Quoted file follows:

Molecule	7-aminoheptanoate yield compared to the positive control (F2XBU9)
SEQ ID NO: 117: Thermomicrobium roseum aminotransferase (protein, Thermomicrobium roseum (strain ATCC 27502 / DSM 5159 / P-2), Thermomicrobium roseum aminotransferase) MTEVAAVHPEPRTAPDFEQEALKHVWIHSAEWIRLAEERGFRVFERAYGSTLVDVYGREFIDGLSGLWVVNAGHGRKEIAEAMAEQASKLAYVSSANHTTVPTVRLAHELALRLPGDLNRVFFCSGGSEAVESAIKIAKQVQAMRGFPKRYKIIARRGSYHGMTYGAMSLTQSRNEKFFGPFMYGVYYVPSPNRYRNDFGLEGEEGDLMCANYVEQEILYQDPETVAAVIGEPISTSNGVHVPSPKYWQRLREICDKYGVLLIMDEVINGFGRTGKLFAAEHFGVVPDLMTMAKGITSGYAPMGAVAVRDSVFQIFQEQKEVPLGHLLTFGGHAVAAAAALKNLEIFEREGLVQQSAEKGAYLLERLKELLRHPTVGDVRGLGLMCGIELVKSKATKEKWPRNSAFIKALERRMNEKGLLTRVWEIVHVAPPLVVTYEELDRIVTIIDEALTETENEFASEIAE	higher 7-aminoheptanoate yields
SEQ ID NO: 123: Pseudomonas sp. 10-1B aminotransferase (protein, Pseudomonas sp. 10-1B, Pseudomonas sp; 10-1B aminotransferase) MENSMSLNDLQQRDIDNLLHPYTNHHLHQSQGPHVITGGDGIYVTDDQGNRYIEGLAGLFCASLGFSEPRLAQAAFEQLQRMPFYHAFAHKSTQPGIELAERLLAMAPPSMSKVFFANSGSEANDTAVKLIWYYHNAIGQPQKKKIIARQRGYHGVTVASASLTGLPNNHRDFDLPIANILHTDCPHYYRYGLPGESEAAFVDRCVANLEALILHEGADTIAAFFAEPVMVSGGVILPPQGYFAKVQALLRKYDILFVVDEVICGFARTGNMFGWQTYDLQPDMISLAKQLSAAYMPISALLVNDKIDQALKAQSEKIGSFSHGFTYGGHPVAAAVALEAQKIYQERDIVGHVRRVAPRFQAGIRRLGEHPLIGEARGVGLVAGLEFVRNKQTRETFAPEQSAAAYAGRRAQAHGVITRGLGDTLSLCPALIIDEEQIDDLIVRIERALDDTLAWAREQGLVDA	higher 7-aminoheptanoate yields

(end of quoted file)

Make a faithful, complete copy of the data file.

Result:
Molecule	7-aminoheptanoate yield compared to the positive control (F2XBU9)
SEQ ID NO: 117: Thermomicrobium roseum aminotransferase (protein, Thermomicrobium roseum (strain ATCC 27502 / DSM 5159 / P-2), Thermomicrobium roseum aminotransferase) MTEVAAVHPEPRTAPDFEQEALKHVWIHSAEWIRLAEERGFRVFERAYGSTLVDVYGREFIDGLSGLWVVNAGHGRKEIAEAMAEQASKLAYVSSANHTTVPTVRLAHELALRLPGDLNRVFFCSGGSEAVESAIKIAKQVQAMRGFPKRYKIIARRGSYHGMTYGAMSLTQSRNEKFFGPFMYGVYYVPSPNRYRNDFGLEGEEGDLMCANYVEQEILYQDPETVAAVIGEPISTSNGVHVPSPKYWQRLREICDKYGVLLIMDEVINGFGRTGKLFAAEHFGVVPDLMTMAKGITSGYAPMGAVAVRDSVFQIFQEQKEVPLGHLLTFGGHAVAAAAALKNLEIFEREGLVQQSAEKGAYLLERLKELLRHPTVGDVRGLGLMCGIELVKSKATKEKWPRNSAFIKALERRMNEKGLLTRVWEIVHVAPPLVVTYEELDRIVTIIDEALTETENEFASEIAE	higher 7-aminoheptanoate yields
SEQ ID NO: 123: Pseudomonas sp. 10-1B aminotransferase (protein, Pseudomonas sp. 10-1B, Pseudomonas sp; 10-1B aminotransferase) MENSMSLNDLQQRDIDNLLHPYTNHHLHQSQGPHVITGGDGIYVTDDQGNRYIEGLAGLFCASLGFSEPRLAQAAFEQLQRMPFYHAFAHKSTQPGIELAERLLAMAPPSMSKVFFANSGSEANDTAVKLIWYYHNAIGQPQKKKIIARQRGYHGVTVASASLTGLPNNHRDFDLPIANILHTDCPHYYRYGLPGESEAAFVDRCVANLEALILHEGADTIAAFFAEPVMVSGGVILPPQGYFAKVQALLRKYDILFVVDEVICGFARTGNMFGWQTYDLQPDMISLAKQLSAAYMPISALLVNDKIDQALKAQSEKIGSFSHGFTYGGHPVAAAVALEAQKIYQERDIVGHVRRVAPRFQAGIRRLGEHPLIGEARGVGLVAGLEFVRNKQTRETFAPEQSAAAYAGRRAQAHGVITRGLGDTLSLCPALIIDEEQIDDLIVRIERALDDTLAWAREQGLVDA	higher 7-aminoheptanoate yields